Professor Leslie Holmes is an expert on post-communism, government legitimacy, comparative corruption, organised crime and corporate crime in Central and Eastern Europe.
Lead author Dr Louise Keogh from the School of Population and Global Health at the University of Melbourne said “This case presents evidence that life-insurance companies have made incorrect risk-assessment judgments based on genetic information.”
“In addition, we have previously found that the fear of such discrimination can act as a deterrent to genetic testing.”
Published in the Medical Journal of Australia (MJA) today, the authors are calling on a more collaborative approach between industry, government and researchers to address these issues.
The case study published revealed that James (pseudonym) in his early 20s, was denied full life insurance cover because he revealed that he had discussed genetic testing with a genetic counsellor.
He was later tested and found to carry a mutation in the MSH6 gene; after disclosing this, he was denied cover for cancer by two other life insurance companies.
Unsatisfied with the insurance companies’ risk assessments, and based on his understanding that regular colonoscopy screening significantly reduced his risk of cancer, James made a complaint to the Australian Human Rights Commission.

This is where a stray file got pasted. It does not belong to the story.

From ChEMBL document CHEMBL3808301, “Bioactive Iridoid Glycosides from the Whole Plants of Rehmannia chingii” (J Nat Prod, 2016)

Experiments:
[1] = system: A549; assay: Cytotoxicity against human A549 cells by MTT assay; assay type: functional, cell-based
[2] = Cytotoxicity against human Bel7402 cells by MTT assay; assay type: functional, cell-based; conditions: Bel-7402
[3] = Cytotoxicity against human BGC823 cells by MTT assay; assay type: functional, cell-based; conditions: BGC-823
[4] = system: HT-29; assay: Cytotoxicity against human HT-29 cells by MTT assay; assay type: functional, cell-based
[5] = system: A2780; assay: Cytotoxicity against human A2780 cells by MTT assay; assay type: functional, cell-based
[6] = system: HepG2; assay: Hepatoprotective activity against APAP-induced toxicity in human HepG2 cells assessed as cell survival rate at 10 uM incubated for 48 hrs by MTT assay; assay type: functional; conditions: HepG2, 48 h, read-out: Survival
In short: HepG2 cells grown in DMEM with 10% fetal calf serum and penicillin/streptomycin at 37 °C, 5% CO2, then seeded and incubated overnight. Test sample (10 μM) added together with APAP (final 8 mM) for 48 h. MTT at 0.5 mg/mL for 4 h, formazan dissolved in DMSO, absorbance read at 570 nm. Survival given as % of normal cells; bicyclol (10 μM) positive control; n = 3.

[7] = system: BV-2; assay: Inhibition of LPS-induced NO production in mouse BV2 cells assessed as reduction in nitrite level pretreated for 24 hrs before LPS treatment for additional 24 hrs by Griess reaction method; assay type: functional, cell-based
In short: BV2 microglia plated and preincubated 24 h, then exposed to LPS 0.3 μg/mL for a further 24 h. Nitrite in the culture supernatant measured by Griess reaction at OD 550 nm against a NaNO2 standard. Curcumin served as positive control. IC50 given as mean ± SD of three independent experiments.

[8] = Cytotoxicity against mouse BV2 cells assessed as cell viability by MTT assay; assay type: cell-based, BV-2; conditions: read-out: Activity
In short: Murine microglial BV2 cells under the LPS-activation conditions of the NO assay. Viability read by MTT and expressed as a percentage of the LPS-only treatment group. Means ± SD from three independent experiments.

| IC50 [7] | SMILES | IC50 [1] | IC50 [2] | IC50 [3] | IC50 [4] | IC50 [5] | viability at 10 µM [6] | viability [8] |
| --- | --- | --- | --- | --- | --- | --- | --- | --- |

Dr Louise Keogh said, “After informing the third insurance company that he had done so, he was offered full coverage, which suggests that the company did not have actuarial data to justify its decision.”
Professor Margaret Otlowski from the University of Tasmania said “This case provides evidence of the high level of initiative and proactivity required for a consumer to achieve a fair result. Few Australians would be in a position to pursue the level of research and advocacy undertaken by James (a professional with scientific training).”
“It demonstrates the need for further conversation and action on the use of genetic test results by life insurance companies.”